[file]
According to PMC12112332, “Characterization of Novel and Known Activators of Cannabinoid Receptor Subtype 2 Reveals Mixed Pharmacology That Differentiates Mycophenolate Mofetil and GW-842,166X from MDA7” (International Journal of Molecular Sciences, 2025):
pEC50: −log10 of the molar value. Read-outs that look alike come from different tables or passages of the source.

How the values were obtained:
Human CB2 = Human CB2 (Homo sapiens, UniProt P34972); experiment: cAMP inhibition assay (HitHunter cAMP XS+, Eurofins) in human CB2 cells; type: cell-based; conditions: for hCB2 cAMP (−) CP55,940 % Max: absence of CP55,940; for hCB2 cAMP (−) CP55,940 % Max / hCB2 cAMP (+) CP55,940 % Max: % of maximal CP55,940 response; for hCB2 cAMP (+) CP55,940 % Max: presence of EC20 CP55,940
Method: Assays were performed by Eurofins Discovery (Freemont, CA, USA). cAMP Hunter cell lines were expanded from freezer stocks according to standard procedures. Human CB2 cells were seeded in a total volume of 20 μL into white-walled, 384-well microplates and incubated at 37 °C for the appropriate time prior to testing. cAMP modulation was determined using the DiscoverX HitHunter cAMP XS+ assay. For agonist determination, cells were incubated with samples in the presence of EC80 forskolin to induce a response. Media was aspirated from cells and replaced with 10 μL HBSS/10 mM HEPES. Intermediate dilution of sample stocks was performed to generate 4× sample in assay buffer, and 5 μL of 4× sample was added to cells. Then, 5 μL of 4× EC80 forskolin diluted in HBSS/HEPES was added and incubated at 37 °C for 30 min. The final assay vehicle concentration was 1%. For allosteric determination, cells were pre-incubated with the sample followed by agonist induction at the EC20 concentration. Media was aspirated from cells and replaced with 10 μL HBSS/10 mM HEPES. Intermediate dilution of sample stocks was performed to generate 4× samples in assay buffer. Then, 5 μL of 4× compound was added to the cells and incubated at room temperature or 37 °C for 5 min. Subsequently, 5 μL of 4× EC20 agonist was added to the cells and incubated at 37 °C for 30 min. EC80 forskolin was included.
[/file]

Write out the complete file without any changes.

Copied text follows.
According to PMC12112332, “Characterization of Novel and Known Activators of Cannabinoid Receptor Subtype 2 Reveals Mixed Pharmacology That Differentiates Mycophenolate Mofetil and GW-842,166X from MDA7” (International Journal of Molecular Sciences, 2025):
pEC50: −log10 of the molar value. Read-outs that look alike come from different tables or passages of the source.

How the values were obtained:
Human CB2 = Human CB2 (Homo sapiens, UniProt P34972); experiment: cAMP inhibition assay (HitHunter cAMP XS+, Eurofins) in human CB2 cells; type: cell-based; conditions: for hCB2 cAMP (−) CP55,940 % Max: absence of CP55,940; for hCB2 cAMP (−) CP55,940 % Max / hCB2 cAMP (+) CP55,940 % Max: % of maximal CP55,940 response; for hCB2 cAMP (+) CP55,940 % Max: presence of EC20 CP55,940
Method: Assays were performed by Eurofins Discovery (Freemont, CA, USA). cAMP Hunter cell lines were expanded from freezer stocks according to standard procedures. Human CB2 cells were seeded in a total volume of 20 μL into white-walled, 384-well microplates and incubated at 37 °C for the appropriate time prior to testing. cAMP modulation was determined using the DiscoverX HitHunter cAMP XS+ assay. For agonist determination, cells were incubated with samples in the presence of EC80 forskolin to induce a response. Media was aspirated from cells and replaced with 10 μL HBSS/10 mM HEPES. Intermediate dilution of sample stocks was performed to generate 4× sample in assay buffer, and 5 μL of 4× sample was added to cells. Then, 5 μL of 4× EC80 forskolin diluted in HBSS/HEPES was added and incubated at 37 °C for 30 min. The final assay vehicle concentration was 1%. For allosteric determination, cells were pre-incubated with the sample followed by agonist induction at the EC20 concentration. Media was aspirated from cells and replaced with 10 μL HBSS/10 mM HEPES. Intermediate dilution of sample stocks was performed to generate 4× samples in assay buffer. Then, 5 μL of 4× compound was added to the cells and incubated at room temperature or 37 °C for 5 min. Subsequently, 5 μL of 4× EC20 agonist was added to the cells and incubated at 37 °C for 30 min. EC80 forskolin was included.